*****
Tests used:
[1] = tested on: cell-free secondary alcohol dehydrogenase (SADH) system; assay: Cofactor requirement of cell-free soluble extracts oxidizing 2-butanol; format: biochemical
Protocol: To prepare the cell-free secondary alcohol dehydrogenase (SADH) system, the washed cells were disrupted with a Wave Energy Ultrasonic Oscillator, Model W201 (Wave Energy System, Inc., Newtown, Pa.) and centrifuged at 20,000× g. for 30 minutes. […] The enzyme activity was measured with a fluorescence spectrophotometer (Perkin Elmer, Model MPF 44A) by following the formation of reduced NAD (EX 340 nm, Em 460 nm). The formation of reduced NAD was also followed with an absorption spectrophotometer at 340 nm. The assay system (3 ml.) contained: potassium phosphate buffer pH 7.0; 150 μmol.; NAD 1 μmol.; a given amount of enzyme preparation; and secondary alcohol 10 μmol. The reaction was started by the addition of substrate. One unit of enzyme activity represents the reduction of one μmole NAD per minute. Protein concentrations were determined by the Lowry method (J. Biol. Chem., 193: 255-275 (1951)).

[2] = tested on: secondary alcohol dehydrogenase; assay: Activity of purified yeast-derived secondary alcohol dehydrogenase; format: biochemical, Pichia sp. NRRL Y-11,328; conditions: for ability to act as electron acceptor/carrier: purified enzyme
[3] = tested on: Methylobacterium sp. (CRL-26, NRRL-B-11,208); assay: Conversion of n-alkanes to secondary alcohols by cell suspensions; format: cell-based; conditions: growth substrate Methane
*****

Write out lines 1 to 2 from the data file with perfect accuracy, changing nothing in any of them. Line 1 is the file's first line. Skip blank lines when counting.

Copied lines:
Tests used:
[1] = tested on: cell-free secondary alcohol dehydrogenase (SADH) system; assay: Cofactor requirement of cell-free soluble extracts oxidizing 2-butanol; format: biochemical